March 31st
Melissa came back into my life in the middle of January. I was quite skeptical at first. She had stated she never wanted me to contact her again about a year before that, and I respected her wishes. I was shocked, to say the least, that she would puruse me after a year of silence. She wanted to get back together and wanted to try again. I quite skeptical that she had changed, but I just went with it. I have no concrete plans and I'm at the point in my life where I'll let the next opportunity take me places. The only thing I wanted out of her this time was to hear that she was at least willing to make sacrifices to be with me. I flat out told her I wasn't going to bother if I was the only one giving up something. I haven't heard anything back from her in regards to this, so I doubt she's willing to do much.

So I've been looking for jobs (unsucessfully) in her area these past few months, getting turned down time after time again. All the while we've been talking on the phone daily. This past week I was talking to her about my job and the difficulties I encounter on a daily basis. Right now my biggest difficulty is dealing with personnel issues. I have on employee who I feel is milking the fact that she has a "disability" and uses that to her advantage. She's been there longer than a year, so there's not much we can do about it, but I digress. I kept telling her all of the things I've tried to work about my issues and she kept making recommendations to get around them.

She got to a point where she was starting to sound annoyed. I told her I run into a lot of different road blocks and there's not much I can do without my managers taking charge. As a supervisor I don't have the same power that they have. She started doing this rapid talking thing, where you talk so fast a person can't get a word in, and it's normally used to make your point and put the person down, which is what she was doing here. I very calmly kept telling her to stop. She was getting herself upset over nothing for starters, and secondly, I wasn't going to let her talk down to me in this situation.

She pauses very briefly, a micro-second pause and then tells me that she has a right to speak, she listened to me and now that I have to listen to her. Then she hangs up on me. I didn't have a single chance to even explain. She texts me later tersely explaining how conversations work and when I understood that, I could call her back, and what I did to her was incredibly rude. I respond back with that talking to me the way she did was a stunning example of politeness, and besides, was it really worth getting that upset over it where you make this big of a deal? She then lays into me for not caring that I upset her.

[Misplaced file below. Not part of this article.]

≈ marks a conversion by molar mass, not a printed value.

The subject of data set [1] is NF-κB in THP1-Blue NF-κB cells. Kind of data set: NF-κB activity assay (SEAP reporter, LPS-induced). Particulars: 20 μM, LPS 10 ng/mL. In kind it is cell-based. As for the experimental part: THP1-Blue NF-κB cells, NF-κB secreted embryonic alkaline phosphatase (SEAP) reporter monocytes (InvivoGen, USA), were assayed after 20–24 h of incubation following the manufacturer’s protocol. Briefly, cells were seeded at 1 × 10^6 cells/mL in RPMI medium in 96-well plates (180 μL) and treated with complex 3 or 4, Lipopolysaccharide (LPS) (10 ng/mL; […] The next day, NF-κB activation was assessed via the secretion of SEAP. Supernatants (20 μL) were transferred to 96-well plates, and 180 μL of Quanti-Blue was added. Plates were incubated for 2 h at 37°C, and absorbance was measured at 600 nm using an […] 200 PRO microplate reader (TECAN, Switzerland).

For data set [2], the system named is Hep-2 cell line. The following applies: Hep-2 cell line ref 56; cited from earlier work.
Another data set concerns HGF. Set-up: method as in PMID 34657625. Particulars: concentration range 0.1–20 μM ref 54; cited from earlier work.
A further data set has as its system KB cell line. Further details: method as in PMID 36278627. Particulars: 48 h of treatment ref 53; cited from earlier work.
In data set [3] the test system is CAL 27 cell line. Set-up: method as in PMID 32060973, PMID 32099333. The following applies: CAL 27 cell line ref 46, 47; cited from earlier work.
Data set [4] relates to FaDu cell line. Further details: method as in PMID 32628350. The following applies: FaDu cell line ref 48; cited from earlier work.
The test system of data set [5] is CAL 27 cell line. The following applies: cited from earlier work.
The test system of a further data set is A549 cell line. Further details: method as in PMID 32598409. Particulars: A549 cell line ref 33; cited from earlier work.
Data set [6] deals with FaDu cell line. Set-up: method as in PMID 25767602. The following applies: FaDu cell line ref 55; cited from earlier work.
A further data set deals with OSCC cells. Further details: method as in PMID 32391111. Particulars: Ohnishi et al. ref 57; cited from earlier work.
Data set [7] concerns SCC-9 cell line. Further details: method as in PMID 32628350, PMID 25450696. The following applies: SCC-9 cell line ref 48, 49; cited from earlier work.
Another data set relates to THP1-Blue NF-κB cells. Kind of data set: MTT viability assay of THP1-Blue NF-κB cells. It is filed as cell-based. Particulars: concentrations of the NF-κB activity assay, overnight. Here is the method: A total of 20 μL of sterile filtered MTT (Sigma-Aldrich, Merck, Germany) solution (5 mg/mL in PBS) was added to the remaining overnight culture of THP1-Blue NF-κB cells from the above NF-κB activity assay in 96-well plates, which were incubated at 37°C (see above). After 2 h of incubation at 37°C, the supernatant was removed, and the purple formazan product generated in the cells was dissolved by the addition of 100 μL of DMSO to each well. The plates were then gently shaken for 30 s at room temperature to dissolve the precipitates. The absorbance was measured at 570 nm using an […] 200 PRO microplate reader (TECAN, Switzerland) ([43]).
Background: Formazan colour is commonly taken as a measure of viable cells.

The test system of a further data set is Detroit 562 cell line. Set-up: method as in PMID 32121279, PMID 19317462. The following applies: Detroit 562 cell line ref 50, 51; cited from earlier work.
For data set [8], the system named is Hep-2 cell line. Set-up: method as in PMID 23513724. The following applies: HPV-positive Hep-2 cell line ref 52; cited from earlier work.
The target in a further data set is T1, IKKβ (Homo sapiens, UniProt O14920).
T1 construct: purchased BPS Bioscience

It's clear she hasn't changed. She gets herself worked up over something so simple. For the past few months I've listened to her and how she deals with conflict in her life. Everything is a battle to her. She has to fight everything. This is a deal breaker for me. I don't have the energy or inclination to deal with a person like that. She always has a reason or excuse for why things is somoene elses fault, or why she is the way she is. I have not seen or heard of her actually doing anything that tells me she's grown as a person. She wants to sit there and complain that she's tired of being single and alone. Until she takes the time to do some self reflection and stick with it, I and I'm sure many others, aren't going to deal with her attitude.

I'm not going to reach out and talk to her. I've considered that maybe part of my problem is that I run away every time we have a fight. At the end of the day though, when you run into the same deal breaker with the same person, it doesn't matter what you do or what you say. If they're not making the necessary changes or improvements, or they scare you that much, perhaps its the best to run for the fucking hills and never look back.

March 25th
I've been mulling over the idea on whether or not to continue with my blog. Let's be honest, I update almost never. It's been nearly 11 months since I last updated. It's kind of a trend for me, I guess. I'm not shutting down any time soon, though. I have changed the layout a little bit. I'm not doing the whole external links thing. I just don't care to do it anymore. It is completely a "whatever" thing to me at the moment. Besides, if I want to add more links, I have all of that space at the bottom to do so.

Since my last update, I'm still job searching. People with two or three degree levels above me are searching for bench tech jobs too, and not getting anywhere. Yeah, the market sucks. Imagine having a bachelor's or masters in something and you still can't get a lower tier job in that field. I would very much dislike to be those people. My issue specifically is that I'm more than qualified for those with one degree level above me, but because I don't have that degree, no one will even bother to give me a second chance. I have 8 years of experience in my chosen proffession, 7 of which also have supervisory experience. I am getting beat out by people with only 1 or 2 years of experience who have bachelor's. There's a certain point where years of experience must outweight a degree.